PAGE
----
5 minutes of “Ranft”

Once upon a time there was a Brother. He grew up among steep hills of Switzerland. Once day he left his promising career. He left his family, upon their consent. He travelled a little bit and finally in the place where hills, water and an old church make out a fabulous scenery, he set up a place where you can encounter God, where many people pilgrimage.

Does it ring a bell to you, Taize people? Brother Roger? Yes and no. The very same description applies to another Brother. St. Brother Klaus. Not a Taize Brother, but the most famous Swiss saint. It is right today that we celebrate his 600th birth anniversary

At the age of 50, he left his wife and ten children as he believed to be called by God to live a solidary, hermit life. At a first glance it appeared to me highly controversial that the Church canonised him.But let’s leave this controversy to the Holy Spirit.

I really enjoy those moments when the last person leaves the evening prayer in the room called Olive Tree which overlooks the lake. and then I feel that there is really me and God. It has a particular taste and flair. I think of Taize in the forties and Brother Roger who regularly left the village a few times a day in order to loudly pray in the woods. I think of Brother Klaus who prayed at home, long before he left. He often got up in the middle of the night, went to the kitchen and knelt close to the stove to get immersed in God.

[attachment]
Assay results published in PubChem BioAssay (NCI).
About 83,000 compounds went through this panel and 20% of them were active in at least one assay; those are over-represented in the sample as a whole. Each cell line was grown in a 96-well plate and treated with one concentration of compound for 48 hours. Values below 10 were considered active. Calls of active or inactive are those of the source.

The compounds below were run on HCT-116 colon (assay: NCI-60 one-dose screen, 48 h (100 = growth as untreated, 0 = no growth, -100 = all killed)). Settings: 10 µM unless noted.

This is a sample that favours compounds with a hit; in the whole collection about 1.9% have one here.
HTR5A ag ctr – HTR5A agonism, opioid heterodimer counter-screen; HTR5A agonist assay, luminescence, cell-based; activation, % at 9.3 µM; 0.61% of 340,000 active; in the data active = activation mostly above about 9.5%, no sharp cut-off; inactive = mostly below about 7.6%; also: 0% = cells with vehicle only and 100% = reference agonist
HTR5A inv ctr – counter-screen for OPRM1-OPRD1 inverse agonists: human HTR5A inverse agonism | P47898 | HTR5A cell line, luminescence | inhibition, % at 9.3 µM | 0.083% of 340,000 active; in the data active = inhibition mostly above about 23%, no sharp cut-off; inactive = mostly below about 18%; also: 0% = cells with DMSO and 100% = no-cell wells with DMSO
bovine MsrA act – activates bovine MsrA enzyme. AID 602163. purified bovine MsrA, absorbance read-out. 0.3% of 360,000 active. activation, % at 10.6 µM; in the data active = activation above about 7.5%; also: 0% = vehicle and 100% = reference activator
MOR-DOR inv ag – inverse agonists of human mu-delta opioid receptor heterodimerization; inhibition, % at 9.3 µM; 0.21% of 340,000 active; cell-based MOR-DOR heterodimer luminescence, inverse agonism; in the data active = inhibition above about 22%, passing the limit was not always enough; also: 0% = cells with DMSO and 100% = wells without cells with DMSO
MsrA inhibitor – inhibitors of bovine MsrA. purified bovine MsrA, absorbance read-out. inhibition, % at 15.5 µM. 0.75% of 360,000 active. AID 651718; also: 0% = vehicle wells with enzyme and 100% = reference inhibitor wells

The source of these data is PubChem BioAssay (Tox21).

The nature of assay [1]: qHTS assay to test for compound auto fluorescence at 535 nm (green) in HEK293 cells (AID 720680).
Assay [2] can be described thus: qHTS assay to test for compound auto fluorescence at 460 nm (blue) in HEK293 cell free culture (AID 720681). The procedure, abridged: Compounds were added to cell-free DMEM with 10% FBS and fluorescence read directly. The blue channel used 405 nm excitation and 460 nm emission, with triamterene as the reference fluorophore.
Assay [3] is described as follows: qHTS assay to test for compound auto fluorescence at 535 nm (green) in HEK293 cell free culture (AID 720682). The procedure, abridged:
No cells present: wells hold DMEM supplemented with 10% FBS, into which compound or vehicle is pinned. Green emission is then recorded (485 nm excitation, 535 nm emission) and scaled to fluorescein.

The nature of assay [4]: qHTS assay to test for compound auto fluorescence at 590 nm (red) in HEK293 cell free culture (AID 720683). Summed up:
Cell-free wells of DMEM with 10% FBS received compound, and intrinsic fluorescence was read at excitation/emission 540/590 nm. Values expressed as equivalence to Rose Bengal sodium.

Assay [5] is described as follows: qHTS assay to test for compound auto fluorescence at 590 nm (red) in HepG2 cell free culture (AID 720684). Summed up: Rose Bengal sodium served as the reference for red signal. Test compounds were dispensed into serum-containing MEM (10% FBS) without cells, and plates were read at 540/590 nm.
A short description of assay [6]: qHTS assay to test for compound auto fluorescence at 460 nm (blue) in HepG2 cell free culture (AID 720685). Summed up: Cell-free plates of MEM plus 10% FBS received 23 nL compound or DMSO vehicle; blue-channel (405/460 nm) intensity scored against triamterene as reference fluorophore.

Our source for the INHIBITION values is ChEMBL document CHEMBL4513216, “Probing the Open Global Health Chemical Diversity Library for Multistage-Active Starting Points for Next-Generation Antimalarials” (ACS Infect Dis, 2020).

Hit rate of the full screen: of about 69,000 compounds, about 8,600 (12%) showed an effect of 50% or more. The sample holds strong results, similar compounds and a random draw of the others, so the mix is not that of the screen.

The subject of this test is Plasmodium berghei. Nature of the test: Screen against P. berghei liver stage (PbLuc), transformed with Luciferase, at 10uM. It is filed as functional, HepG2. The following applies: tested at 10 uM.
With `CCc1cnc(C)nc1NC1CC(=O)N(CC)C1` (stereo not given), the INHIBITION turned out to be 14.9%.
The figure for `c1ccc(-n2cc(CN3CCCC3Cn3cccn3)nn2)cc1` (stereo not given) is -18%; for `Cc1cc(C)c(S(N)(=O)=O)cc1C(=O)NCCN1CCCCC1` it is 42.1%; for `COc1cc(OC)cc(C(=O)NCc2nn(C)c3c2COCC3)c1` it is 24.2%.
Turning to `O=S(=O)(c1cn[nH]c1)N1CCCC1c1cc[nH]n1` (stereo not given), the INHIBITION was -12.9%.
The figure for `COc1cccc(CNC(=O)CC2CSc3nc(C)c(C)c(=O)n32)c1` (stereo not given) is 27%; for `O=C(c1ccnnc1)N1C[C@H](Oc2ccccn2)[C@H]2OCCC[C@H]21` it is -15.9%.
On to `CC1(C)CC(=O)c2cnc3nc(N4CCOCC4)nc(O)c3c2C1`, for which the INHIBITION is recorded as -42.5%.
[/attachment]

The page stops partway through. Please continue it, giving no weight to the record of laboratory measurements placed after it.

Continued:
Today we took a pilgrimage to fetch the relics of Brother Klaus and to visit him in the depth. in the very bottom of the Alpine valley. The place is called Ranft. It is here that Brother Klaus set up his hermitage. Strangely enough it was just 15 minute walk away from his family house. In his sparely furnished room he had two windows. One overlooked the altar of the chapel, the other one – alpine peaks. To me it is a clear sign that I need to have my two eyes open, one for God and what he whispers to me and the other for daily routine, beauty of life and the needs of others, sometimes whispered unobtrusively between the lines.

In Taize there is the Source – a green area with some water to stay in silence. Here we had a stream Melchaa to refresh body and mind. We could put off our shoes to feel the freezing water and choose the stone for our parish installation. The priest from Thalwil intends to do an intriguing installation behind the church. As Brother Klaus’s pillow was a stone, Marios, the priest, intends to arrange a bench with a stone-pillow and a book about Brother Klaus, so that the community members have a cosy place for reflection and prayer. So we  entered the stream and rolled up the trousers to get hold of the stones.

The silence is Ranft has a special taste. The silence undisturbed by an astonishingly small number of pilgrims given such a round anniversary. The silence not abused by our midday prayers. There are two churches and two chapels. We entered each of them and everywhere we ventured a short Taize prayer with a handfull of people gathered inside.

Ranft, the valley cutely set among steep mountains is an invitation to go deep inside ourselves. To the very bottom of our desires, dreams, wounds. This is why in Switzerland there is a church campaign for “more Ranft”

Dear reader. If you have read until this point, congratulations! Please, please, don’t let it be just an entertainment or a nice reading. Please make your own Ranft now. Just put your phone or computer aside and spend 5 minutes in silence.

 

Maciek

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